CMS-9123-P, “CMS Interoperability and Prior Authorization Proposed Rule” was a proposed rule dated Jan 4, 2021 that deals with streamlining processes related to prior authorization. It proposed expansion to patient access (including prior authorization data), new provider access to payer data at the point of care, and bidirectional exchange supporting electronic prior authorization.
CMS-9123-P was superseded by CMS-0057-P, "CMS Advancing Interoperability and Improving Prior Authorization Processes Proposed Rule" as of Dec 6, 2022, largely promoting the same set of capabilities as the previous proposed rule.
Technical standards and implementations
Policies from federal agencies increasingly often mandate that specific technical standards and implementations be used by participants in health information exchange.
For patient access, the two most important technical standards are:
- FHIR a resource and document format schema and fully featured HTTP API (e.g., ExplanationOfBenefit). Flexpa's API use FHIR version R4.
- USCDI or United States Core Data for Interoperability, a set of common clinical data elements in the United States
Implementation Guides are a FHIR standards process development tool to describe a solution to a healthcare interoperability problem.
The most important Implementation Guides for patient access are:
Patients are directed to via a digital health app, website, or SMS message. Flexpa Link
is an end-to-end patient data request flow for health plan identity providers (IdPs) supporting an account-based flow around their existing member ID. Patients are required to log in with member ID-linked account credentials. Flexpa Link
- Patients are presented instructions on the data access request about to take place
- Patients are informed about the scope of the data access request
- Patients use member ID-based account credentials from health plan IdPs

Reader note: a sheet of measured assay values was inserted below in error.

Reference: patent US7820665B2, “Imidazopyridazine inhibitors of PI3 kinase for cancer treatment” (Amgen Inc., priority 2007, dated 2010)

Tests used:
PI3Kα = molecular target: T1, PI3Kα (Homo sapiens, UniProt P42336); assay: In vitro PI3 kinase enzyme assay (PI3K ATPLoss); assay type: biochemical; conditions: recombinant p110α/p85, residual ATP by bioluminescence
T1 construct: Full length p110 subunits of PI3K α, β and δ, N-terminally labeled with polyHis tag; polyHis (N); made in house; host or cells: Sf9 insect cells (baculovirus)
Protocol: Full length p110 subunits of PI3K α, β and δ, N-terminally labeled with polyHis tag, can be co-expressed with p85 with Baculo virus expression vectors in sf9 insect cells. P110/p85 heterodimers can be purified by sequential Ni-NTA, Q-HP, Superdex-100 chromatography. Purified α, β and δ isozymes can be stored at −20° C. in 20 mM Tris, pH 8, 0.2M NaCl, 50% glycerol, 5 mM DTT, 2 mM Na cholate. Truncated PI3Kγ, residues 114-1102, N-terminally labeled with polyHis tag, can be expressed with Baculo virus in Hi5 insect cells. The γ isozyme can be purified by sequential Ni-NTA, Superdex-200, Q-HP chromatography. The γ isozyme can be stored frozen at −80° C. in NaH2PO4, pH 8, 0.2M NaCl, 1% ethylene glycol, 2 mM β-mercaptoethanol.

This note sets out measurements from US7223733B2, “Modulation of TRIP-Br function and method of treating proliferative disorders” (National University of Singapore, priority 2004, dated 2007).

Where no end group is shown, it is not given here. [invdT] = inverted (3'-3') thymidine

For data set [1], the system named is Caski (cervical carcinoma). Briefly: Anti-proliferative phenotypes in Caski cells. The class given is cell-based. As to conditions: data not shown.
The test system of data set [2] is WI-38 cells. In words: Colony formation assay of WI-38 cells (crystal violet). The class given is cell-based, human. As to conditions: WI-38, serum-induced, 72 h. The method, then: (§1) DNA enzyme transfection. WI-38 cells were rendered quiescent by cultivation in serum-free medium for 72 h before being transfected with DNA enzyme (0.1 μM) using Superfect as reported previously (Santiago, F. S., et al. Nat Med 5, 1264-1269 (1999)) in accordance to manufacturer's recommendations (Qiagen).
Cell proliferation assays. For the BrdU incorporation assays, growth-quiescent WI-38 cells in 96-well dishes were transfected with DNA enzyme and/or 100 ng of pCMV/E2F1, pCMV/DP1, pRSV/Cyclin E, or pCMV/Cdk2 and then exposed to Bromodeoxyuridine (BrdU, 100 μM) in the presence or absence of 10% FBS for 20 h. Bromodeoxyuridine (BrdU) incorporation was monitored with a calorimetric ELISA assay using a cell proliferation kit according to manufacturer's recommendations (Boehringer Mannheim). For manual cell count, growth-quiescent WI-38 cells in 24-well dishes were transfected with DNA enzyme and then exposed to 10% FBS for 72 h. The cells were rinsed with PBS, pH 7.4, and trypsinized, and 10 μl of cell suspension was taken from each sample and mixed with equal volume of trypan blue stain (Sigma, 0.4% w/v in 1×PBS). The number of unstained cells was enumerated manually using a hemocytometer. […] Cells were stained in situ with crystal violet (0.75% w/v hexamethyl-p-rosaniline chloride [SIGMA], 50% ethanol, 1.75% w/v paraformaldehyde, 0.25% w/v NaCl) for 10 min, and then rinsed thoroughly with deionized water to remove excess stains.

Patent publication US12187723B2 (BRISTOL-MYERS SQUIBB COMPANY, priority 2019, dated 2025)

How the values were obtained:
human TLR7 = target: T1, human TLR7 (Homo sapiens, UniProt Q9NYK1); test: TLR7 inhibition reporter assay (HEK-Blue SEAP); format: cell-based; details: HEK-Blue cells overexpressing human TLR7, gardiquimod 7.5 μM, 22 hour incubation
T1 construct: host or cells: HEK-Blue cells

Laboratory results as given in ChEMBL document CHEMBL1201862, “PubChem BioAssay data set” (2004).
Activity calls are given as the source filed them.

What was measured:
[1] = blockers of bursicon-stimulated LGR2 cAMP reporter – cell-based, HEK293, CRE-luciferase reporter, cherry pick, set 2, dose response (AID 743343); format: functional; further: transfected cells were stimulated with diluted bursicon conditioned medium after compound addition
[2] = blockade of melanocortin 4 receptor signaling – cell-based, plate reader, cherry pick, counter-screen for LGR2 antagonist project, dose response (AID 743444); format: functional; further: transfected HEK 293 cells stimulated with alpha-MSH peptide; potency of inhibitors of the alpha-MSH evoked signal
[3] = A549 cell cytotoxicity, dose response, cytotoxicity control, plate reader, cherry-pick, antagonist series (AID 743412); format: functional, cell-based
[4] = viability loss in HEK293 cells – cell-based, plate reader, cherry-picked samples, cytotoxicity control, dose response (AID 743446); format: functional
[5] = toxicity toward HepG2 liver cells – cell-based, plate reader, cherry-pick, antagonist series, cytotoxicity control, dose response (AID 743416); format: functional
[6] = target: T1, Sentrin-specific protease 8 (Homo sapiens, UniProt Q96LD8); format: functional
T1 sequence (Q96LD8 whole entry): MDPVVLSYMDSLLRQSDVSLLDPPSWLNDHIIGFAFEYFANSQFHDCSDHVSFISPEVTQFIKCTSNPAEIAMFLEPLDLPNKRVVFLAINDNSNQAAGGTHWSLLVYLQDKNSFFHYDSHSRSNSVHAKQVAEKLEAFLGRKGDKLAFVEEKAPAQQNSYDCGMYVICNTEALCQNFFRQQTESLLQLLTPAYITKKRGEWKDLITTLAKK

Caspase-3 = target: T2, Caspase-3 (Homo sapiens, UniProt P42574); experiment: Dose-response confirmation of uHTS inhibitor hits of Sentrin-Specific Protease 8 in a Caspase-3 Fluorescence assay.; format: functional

Payers are the focus of available data sources because the authorization process uses health plan account membership. In getting-started, two categories of health information data is available through Patient Access APIs:
- Claims history and health plan policy details
- Clinical data known to the health plan
Health plans with CMS plans are specifically required to make those two kinds available via Patient Access APIs. That's the basis of Flexpa's API-based support for them:
We are requiring that the Patient Access API must, at a minimum, make available adjudicated claims (including provider remittances and enrollee cost-sharing); encounters with capitated providers; and clinical data, including laboratory results (when maintained by the impacted payer).
Patient data is individually available at those health plans where a patient has been a member or beneficiary currently or in the past. Data is getting-startedly available after 2016 and available within 24 hours of processing of that data by the health plan payer.
The form and format of all available data follows the FHIR standard. FHIR specifies Resources that are basically kinds of data classes.
The complements Flexpa API by exposing a unified FHIR API to retrieve FHIR Resources following a successful patient authorization. The Flexpa API specifically uses Flexpa Linkthe FHIR R4 version.
The following list documents which FHIR Resources are available in the two data categories.
Clinical data known to the health plan is made available through a list of FHIR Profiles in US Core (see Technical standards and implementations above).
Applicable FHIR Resources here include:
Which patients can actually use Patient Access API flows?
Members and beneficiaries of health plans in this list have legally mandated access via CMS Patient Access:
- Medicare Advantage organizations
- Medicaid and CHIP FFS programs
- Medicaid managed care plans
- CHIP managed care entities
- QHP issuers on the FFEs
Flexpa supports CMS Patient Access from a large and growing number of health plan payers, which can be viewed here.